- Unreported Judgment
CA No 209 of 2018
SC No 1838 of 2017
SPARK, Jamie Glen
MONDAY, 24 SEPTEMBER 2018
SOFRONOFF P: The applicant pleaded guilty on 3 July 2018 to one count of trafficking in dangerous drugs and three counts of possessing dangerous drugs, being methylamphetamine, 3,4-methylenedioxymethamphetamine and cannabis, respectively. He was sentenced to three and a half years imprisonment in relation to the trafficking charge. This term of imprisonment was to be suspended after six months for an operational period of three and a half years. In relation to the other charges, convictions were recorded but the applicant was not further punished.
The applicant now seeks leave to appeal his sentence on two grounds. First, he contends that the sentence was manifestly excessive. Second, he argues that the learned sentencing judge fettered her discretion by determining that the applicant’s age precluded her from imposing a sentence that did not involve a term of actual custody. A third ground has been abandoned.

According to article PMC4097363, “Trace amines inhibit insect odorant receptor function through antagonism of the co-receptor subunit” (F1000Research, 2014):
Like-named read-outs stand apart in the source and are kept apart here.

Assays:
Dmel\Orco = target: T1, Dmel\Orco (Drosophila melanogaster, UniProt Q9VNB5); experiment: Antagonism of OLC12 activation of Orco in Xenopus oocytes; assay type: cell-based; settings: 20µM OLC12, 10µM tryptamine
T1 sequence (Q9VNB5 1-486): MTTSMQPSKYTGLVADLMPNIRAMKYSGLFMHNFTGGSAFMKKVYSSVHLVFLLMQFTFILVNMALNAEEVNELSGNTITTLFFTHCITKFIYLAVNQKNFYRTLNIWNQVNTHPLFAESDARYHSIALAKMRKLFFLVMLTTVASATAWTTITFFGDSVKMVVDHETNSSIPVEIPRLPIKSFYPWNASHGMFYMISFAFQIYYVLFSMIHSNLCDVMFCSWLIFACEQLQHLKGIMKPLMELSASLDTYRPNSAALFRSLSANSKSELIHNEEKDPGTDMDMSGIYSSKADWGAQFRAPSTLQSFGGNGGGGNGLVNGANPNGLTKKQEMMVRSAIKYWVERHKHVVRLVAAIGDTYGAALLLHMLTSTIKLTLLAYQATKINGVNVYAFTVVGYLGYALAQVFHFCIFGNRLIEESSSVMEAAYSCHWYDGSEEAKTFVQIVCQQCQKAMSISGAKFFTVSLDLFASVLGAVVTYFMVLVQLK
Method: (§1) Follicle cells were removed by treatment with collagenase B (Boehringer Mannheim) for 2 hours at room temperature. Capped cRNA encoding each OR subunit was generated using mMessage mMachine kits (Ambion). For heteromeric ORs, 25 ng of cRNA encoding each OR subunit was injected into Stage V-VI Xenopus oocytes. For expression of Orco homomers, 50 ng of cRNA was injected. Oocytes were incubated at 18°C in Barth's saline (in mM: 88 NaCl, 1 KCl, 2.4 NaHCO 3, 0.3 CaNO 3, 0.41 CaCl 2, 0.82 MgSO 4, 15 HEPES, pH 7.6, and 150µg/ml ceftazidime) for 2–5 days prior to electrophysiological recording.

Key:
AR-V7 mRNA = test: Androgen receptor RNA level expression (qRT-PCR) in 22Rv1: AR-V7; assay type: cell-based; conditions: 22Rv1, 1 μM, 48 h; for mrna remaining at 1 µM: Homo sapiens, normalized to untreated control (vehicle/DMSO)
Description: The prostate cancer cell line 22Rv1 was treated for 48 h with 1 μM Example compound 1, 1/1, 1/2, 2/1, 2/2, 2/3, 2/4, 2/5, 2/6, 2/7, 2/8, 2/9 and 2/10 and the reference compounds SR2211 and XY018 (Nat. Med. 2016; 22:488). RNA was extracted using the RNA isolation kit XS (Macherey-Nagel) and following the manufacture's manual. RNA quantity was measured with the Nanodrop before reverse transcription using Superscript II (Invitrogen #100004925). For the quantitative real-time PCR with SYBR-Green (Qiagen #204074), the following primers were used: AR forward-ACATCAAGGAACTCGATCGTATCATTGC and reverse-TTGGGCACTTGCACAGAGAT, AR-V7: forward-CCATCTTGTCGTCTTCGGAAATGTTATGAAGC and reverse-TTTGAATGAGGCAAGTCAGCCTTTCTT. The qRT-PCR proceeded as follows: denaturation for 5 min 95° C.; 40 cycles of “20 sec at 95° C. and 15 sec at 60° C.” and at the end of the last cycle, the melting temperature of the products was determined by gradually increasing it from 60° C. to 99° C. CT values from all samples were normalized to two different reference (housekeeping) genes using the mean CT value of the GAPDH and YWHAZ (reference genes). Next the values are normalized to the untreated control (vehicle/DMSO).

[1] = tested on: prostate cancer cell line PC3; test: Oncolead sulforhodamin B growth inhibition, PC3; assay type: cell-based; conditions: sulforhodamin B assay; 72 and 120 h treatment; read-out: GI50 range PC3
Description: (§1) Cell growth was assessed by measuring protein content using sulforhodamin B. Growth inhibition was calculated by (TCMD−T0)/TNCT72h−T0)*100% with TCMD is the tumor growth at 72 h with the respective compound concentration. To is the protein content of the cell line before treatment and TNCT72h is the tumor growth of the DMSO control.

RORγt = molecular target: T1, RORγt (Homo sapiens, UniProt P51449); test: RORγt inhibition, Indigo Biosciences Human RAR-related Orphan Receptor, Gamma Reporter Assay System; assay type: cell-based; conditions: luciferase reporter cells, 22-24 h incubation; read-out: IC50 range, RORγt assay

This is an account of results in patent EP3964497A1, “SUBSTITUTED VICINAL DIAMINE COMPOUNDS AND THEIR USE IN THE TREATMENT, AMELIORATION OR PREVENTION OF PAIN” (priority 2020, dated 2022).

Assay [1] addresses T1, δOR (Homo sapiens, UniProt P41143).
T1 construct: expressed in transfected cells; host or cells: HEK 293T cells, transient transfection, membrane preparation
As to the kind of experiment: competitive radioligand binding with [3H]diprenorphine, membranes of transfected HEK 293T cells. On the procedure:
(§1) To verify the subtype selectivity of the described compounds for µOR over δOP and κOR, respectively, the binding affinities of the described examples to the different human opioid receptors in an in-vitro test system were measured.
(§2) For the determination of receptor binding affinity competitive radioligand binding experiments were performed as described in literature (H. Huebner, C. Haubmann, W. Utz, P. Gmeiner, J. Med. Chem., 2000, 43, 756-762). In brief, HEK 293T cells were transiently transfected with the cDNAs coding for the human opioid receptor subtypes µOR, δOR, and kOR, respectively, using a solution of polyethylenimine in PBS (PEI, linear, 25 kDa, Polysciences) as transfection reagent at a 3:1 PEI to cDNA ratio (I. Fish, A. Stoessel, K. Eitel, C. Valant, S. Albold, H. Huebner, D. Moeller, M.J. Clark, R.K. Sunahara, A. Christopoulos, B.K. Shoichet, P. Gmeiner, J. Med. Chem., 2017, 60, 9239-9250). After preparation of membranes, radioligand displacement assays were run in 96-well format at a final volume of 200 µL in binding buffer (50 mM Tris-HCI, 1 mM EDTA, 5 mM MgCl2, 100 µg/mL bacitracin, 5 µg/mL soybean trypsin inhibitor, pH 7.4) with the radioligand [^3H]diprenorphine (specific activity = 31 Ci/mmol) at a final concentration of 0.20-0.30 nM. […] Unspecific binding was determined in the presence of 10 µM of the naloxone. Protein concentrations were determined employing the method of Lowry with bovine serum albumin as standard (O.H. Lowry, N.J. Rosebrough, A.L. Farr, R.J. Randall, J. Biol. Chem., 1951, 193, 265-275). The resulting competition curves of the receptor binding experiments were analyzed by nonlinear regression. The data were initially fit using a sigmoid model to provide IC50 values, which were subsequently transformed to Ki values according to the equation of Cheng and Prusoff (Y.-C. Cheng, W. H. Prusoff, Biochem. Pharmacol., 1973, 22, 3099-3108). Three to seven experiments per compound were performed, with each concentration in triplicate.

The applicant was 42 years old at the time of the offences. He came to the attention of police who were intercepting the telephone communications made by one Fischer. During the course of those interceptions it became clear that the applicant purchased drugs on numerous occasions from Fischer in quantities of “quarters” (7 grams), “fulls” (3.5 grams) and “halfs” (1.75 grams). On one occasion the applicant discussed obtaining and storing “500 round jobs”, meaning MDMA tablets. After obtaining drugs from Fischer, the applicant would then resell them in smaller quantities for his customers’ personal use.